where T denotes the transpose operation, is the mean vector and is the covariance matrix which is assumed positive definite. Here we encapsulate these parameters into a parameter vector, writing the parameters of each component as, to get

. Eq.11 can be rewritten as

(13)

If we knew the component from which x came, then it would be simple to determine the parameters. Similarly, if we knew the parameters, we could determine the component that would be most likely to have produced x. The difficulty is that we know neither.

2.4. Bayesian Classification

Bayesian Classification is a probabilistic technique of pattern recognition and is based on the principle of Bayes decision theory [39], given in Eq.14 below

(14)

where, x is a given feature vector, denotes a class, or state of nature, is the prior probability of class, is prior probability of the feature vector x, is aposteriori probability, which a feature vector should be classified as belonging to class, is the conditional probability that a feature vector occurs in a given class. For the approach here, the feature x shall consist of one component, intensity of brain pixels. The quantity is known as the evidence, and serves only as a scale factor, such that the quantity in Eq.14 is indeed a true probability, with values between zero and one. So, the maximum a posteriori (MAP) estimate of Eq.14 is used as below

(15)

According to Bayesian theory [40], the feature vector x is classified to of which the aposteriori probability given x is the largest between the classes.

(16)

Bayes decision rule is optimal in the sense of minimization of the probability of error. It is quite obvious that such an Ideal Bayesian solution can be used only if distributions, and the apriori probabilitles

are known. In the context of classification of brain tissue, the probability models are not known, and therefore, must be approximated. The performance of the Bayesian classifier is directly related to how well these distributions can be modeled.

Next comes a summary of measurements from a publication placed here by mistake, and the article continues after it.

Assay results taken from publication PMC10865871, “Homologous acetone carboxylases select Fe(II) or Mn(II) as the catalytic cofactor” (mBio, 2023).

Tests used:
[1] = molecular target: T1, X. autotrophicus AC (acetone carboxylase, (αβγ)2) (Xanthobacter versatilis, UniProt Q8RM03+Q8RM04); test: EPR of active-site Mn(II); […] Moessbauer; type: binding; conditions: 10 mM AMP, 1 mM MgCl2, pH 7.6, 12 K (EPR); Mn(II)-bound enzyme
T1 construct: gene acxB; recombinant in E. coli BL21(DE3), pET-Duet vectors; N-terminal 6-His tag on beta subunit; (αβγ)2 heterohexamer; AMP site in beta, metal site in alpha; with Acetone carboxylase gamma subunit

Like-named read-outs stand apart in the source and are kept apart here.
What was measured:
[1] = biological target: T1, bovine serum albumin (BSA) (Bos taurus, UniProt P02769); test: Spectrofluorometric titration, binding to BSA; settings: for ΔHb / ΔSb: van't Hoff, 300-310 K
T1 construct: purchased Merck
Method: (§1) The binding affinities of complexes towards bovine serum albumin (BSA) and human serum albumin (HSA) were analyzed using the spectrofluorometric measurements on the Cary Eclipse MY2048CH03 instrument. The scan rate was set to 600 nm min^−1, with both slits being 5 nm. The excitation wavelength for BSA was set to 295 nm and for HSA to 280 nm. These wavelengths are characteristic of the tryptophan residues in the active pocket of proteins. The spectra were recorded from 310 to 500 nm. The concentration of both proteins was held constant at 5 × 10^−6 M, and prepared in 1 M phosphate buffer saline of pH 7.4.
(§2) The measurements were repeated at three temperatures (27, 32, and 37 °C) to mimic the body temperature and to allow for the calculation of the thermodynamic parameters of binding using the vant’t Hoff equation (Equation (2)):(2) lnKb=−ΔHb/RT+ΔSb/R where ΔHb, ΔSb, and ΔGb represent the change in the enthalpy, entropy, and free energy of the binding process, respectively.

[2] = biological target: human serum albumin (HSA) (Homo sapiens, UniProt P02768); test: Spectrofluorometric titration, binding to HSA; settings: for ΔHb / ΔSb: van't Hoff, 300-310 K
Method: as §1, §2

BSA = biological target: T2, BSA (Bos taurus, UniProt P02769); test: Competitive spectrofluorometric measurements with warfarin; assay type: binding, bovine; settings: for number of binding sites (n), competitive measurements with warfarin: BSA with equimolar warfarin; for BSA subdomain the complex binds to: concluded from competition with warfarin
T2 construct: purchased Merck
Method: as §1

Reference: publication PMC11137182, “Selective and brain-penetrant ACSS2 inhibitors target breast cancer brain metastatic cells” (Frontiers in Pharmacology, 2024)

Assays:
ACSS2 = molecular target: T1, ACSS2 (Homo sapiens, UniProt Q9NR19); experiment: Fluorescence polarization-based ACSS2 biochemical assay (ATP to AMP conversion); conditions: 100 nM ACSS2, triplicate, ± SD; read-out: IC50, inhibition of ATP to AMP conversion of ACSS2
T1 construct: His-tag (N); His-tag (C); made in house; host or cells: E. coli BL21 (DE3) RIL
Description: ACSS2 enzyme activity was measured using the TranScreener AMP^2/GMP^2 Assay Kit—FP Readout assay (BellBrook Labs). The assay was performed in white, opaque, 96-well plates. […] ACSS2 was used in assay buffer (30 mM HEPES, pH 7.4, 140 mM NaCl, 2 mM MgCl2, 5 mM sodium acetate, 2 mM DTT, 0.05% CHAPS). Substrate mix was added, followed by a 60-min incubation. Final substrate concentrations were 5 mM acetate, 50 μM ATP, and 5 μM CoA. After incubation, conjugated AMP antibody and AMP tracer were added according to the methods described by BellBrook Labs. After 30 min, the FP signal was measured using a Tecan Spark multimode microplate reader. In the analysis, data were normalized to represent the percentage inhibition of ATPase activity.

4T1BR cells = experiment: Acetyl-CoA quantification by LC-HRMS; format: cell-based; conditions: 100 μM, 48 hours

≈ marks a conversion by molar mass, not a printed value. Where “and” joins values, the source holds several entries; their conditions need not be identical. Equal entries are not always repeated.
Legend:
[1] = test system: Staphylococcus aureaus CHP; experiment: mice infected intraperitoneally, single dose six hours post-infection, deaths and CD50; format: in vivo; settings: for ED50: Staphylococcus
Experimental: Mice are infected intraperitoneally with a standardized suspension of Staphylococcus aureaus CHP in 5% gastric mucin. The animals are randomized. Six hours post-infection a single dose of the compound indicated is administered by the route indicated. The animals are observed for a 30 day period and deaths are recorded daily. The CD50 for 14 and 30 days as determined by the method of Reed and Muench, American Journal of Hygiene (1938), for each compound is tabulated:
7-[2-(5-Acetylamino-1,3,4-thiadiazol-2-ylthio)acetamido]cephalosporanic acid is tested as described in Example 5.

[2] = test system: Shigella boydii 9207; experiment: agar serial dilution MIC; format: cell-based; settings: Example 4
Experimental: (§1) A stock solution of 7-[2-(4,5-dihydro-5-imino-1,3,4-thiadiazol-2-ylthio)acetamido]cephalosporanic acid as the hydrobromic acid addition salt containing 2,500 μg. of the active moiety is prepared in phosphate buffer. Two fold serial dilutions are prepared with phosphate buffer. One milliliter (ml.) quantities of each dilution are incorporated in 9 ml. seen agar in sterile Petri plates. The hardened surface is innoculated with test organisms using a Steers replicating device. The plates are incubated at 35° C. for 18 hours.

2.5. Segmentation of Sperm’s Acrosome, Nucleus and Mid-Piece

Sperm’s Acrosome, Nucleus and Mid-piece are segmented using a fully automatic method which is based on entropy based EM algorithm and Markov random field model [29]. This method estimates a gaussian mixture model with three kernels as Background, Nucleus and a class of Acrosome and Mid-piece. To estimate this model, an automatic Entropy based EM algorithm [28] was used to find the best estimated Model. Then, Markov random field (MRF) model and EM algorithm were utilized to obtain and upgrade the class conditional probability density function and the apriori probability of each class. After estimation of Model parameters and apriori probability, samples in bounding boxes were classified using Bayesian classification.

Based on the explanations mentioned above, the block diagram of our method for segmentation of sperm’s Acrosome, Nucleus and Mid-piece is shown in Figure 3,

Figure 3. Block diagram of the proposed approach for fully automatic segmentation of sperm’s Acrosome, Nucleus and Midpiece.

and is summarized below 1) Smoothing the R component of RGB color image using a Gaussian filter.

2) Selection of pixels inside the bounding boxes as input samples.

3) Estimation of input samples distribution using Entropy based EM algorithm and Markov Random Field Model [29] with three kernels as Background, Nucleus and a class of Acrosome and Mid-piece.

4) Bayesian classification of the input image (only pixels inside the bounding boxes) using the obtained Gaussian Mixture Model.

5) Postprocessing: Acrosome and Mid-piece are classified into the same class (i.e., two separated areas in one class). These two areas are grouped into two separated classes (i.e., Acrosome and Mid-piece) using their positions respect to the Nucleus and bounding box corners. At first, the distance between each corner of bounding box and center of Nucleus is computed. Then, the corner whose value is less than others is considered as origin. Acrosome is the region whose distance from origin is less than Mid-piece (other region).

2.6. Simulation Results: Segmentation of Sperm’s Acrosome, Nucleus and Mid-Piece

Figure 4 shows the results of the proposed algorithm for a typical sperm image, including estimated distribution obtained through the Entropy based EM algorithm and MRF model overlaid on distribution of the samples (inside the bounding boxes). In Figure 5, results of applying the proposed algorithm to other sperm images have been shown.

Conflicts of Interest

The authors declare no conflicts of interest.